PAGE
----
World’s best age-friendly practice in focus at Sharjah workshop

SHARJAH, The Executive Office for Sharjah Age Friendly City Programme, in coordination with World Health Organisation, WHO, held a workshop on the world’s best age-friendly practices on Thursday in Sharjah.

The workshop saw Anne Rizzo, Director of the Irish Age-Friendly Cities Programme, outline a series of practices and initiatives implemented in Ireland, the world’s first country to receive the title of ‘Age Friendly City’.

Asma Al Khodari, Director of the Executive Office for Sharjah Age-Friendly City Programme, asserted that according to recent WHO statistics, Sharjah is the first Arab city to have joined the WHO’s Age-Friendly Cities Programme, thanks to the directives of H.H. Dr. Sheikh Sultan bin Muhammad Al Qasimi, Supreme Council Member and Ruler of Sharjah, to make the Emirate a comfortable place to live for all sections of the community, especially the elderly, who form the foundation of any society.

Al Khodari pointed to the special attention given to the elderly in Sharjah, where local institutions work hand in hand to develop services for older members of the society. This includes easier access to health care by launching initiatives such as the “Mobile Clinic” and “Rahma Initiative”. These initiatives, along with many others established by Sharjah’s various entities, have proven to be effective and successful in providing luxury and comfort for this age group.

Commenting on Irelands experience, Rizzo said that after ten years of sustained efforts, during which Ireland has introduced 31 programmes for the elderly, Ireland has earned the honour of being named the world’s first Age-Friendly Country.

She pointed out that the number of elderly people in Ireland are likely to double to 500,000 in 30 years, according to statistics. Rizzo went on to emphasise that initiatives that prepare society to deal with this need to be developed. Besides, the elderly must be encouraged to have a healthy and active lifestyle, she added.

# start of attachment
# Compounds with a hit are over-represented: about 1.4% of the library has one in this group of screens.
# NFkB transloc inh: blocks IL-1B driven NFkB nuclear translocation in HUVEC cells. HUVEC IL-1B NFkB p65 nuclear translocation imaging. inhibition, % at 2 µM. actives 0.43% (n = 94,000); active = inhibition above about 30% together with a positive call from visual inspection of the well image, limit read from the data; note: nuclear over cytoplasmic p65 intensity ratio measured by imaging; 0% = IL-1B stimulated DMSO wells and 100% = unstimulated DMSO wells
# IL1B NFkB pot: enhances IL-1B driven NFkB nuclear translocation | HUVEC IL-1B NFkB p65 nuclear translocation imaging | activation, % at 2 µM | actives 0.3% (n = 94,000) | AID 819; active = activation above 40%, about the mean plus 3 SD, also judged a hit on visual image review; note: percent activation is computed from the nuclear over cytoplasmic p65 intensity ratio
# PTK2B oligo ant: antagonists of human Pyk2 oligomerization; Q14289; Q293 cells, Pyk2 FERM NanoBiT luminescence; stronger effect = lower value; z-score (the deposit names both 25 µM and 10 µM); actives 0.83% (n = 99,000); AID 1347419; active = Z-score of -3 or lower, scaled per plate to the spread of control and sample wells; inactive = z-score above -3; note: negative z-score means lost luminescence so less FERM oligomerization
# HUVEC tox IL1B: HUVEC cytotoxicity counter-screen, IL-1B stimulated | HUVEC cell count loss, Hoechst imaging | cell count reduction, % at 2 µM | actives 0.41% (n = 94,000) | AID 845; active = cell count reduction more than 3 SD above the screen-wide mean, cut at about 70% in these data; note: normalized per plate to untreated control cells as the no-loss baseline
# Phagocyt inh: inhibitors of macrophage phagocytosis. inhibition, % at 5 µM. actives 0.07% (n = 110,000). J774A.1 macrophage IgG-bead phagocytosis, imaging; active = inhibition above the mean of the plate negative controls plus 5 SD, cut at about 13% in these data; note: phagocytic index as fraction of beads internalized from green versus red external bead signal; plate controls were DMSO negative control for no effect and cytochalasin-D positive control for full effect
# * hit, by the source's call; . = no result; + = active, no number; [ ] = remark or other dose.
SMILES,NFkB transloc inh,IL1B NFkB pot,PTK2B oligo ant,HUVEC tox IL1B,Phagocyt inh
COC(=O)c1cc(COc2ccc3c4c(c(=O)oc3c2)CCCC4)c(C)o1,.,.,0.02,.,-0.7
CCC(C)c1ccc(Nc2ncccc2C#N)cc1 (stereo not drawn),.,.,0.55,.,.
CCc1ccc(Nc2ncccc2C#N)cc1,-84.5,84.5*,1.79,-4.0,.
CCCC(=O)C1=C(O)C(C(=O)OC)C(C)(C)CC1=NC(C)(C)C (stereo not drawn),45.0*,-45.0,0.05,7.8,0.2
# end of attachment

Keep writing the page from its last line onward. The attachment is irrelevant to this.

Rizzo said that elderly people should be given special attention by regularly meeting with them and listening to their needs and requirements, as they have a strong voice and innovative ideas to develop the services provided to them to benefit from them in the best way possible.

She stressed the importance of innovation in the presentation of methods, initiatives and proposals that really work and help in meeting the challenges faced by the elderly, especially in matters related to housing and public transport.

The Director of the Irish Age-Friendly Cities Programme pointed out that sometimes there may emerge a communication gap with the elderly due to the age difference in addition to the fact that this category is undergoing many changes. “We have to keep pace with these changes, and come up with appropriate solutions that open the door for dialogue and discussion with them, in order to make them feel that they are an active and important part of the community in which they live,” argued Rizzo.

On this occasion, participants from various departments of the Government of Sharjah presented a number of initiatives and proposed activities that contribute to the development of services for the elderly in all sectors, in accordance with the eight-point agenda of Age-Friendly Cities Programme or the Eight Domains of Livability — Outdoor Spaces and Buildings, Transportation, Housing, Social Participation, Respect and Social Inclusion, Civic Participation and Employment, Communication and Information, and Community and Health Services.

Source: Emirates News Agency